once, and that's at end of it. I decline
having any more transactions with a
corpse. Yours iu flesh, s Fathkb.
The old man evidently knew whereof
he spoke.
One of the teachers in. the public
schools in Milwaukee recently pu i-hed
a little boy for some misdemeanor by in
flicting two or three blow 'ipon his
head with a small ratau after which he
was sent to his seat. As he sat down
he leaned his head on the desk, and one
ot the other children said had tainted.
He was immedi ttely raised up by the
teacher, when it was found he was dead.
No blame is attached to the teacher,
however, as the pun shment was vpry
light and could not have injured him
bodily; but it is supposed the child had
some functional derangement which the
excitement ot the punishment fatally
The "telepb- ins" has had another
successful trial between Boston and Sa
lem, the slightest whisper at the lit ton
end of the wire being heard distinctly
in Sa'em. When an ordinary tone was
used the speaker at : either end was
readily recognized by the noise. The
experiment was also tried between Bos
ton and, North Conway, a distance of
143 miles, and conversation carried
on without difficulty. : An attempt to
converse over 200 miles of wire was a
failure, the words being unintelligible,
but Professor Bell, the inventor, at
tributes tbe failure to the use ot an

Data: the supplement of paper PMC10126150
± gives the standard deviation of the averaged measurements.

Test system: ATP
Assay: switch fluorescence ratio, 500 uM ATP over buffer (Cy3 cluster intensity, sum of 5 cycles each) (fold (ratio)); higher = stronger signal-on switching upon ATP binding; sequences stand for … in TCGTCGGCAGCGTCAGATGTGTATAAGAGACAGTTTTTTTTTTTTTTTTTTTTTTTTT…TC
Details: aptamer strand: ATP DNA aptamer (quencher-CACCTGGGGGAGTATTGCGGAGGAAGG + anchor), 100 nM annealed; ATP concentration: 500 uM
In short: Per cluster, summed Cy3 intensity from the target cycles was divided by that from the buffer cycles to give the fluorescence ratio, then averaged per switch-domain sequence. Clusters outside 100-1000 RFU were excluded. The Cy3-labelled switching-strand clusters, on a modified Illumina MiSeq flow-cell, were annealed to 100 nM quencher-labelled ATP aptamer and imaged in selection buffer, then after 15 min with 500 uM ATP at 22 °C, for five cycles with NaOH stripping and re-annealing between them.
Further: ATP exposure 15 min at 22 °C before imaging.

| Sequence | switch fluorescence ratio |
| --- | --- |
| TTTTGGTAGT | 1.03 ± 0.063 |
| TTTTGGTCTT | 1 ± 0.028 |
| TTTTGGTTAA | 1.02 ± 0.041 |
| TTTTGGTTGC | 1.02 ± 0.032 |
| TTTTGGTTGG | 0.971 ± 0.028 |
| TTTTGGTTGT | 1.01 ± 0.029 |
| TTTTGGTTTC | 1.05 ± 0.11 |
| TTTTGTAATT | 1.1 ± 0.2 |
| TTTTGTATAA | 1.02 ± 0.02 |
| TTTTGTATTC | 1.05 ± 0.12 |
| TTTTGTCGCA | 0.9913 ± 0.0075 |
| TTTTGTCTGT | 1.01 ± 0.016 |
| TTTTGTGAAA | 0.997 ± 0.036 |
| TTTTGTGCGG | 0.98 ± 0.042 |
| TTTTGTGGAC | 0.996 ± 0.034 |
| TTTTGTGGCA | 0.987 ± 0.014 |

electro magnet intended only for a
twenty mile circuit.
There lives in New Hampshire a man
named Joe, a fellow noted for the tough
lies he can tell. Joe called in at Hol
ttyi's lately and found him almost chok
ed with smoke, when he suggested "you
don't know as much about manVnng
smoky chimnies as I do 'Squire or
yH,'d cure 'em. -Ah!" said Ho'ton,
Z?1 eer """ky chimney
cured ?" "Seen it !H thiidc 1 have I
had the worsf. in Seaboard county and
I cured it a little too much." "How
was that f asked Holton. "Why you
see I built a little house out at Wolfe
Hollow ten or twelve years ago. Jim
Bush, the fellow that built thediimney.
kept blind drunk three-quarters of the
time and crazy the other. I told him
I thought he would have something
wrong; but he stuck to it and finished
the house. Well, we moved in built a
fire next morning to boil the tea-kettle.
All of the smoke came t hrough the room
and went out of the windows; not a
bit went through the flues. We tried
it for two or three day, but it got
worse and worse. By and by it came
on to rain, and the rain began to come
d..wn the chimney. It put the tire out
in a minute, and directly iiegau to come
down by the fiatl-full. We had to get
the baby oil the floor as soon as we
cou'd or it would have been drowned.
In fifteen minutes the water stood knee
deep on the floor. I pretty soon saw
what wad the matter. The drunken
cusa had put the chimney wrong end up
aisl it drawed downwards. It gathered
all the rain within a hundred yards, and
poured it down by hucketlulls" "Well
that was unfortunate," remarked HoV
ton ; "but what in the world did you
do with the house? Surely you i-ever
cured the chimney? "DidnH I though,"
answered old Jie, "yea I did." "How?
asked Iloltou. "Tun.ed it the other
end up," answered tlie incorrigible,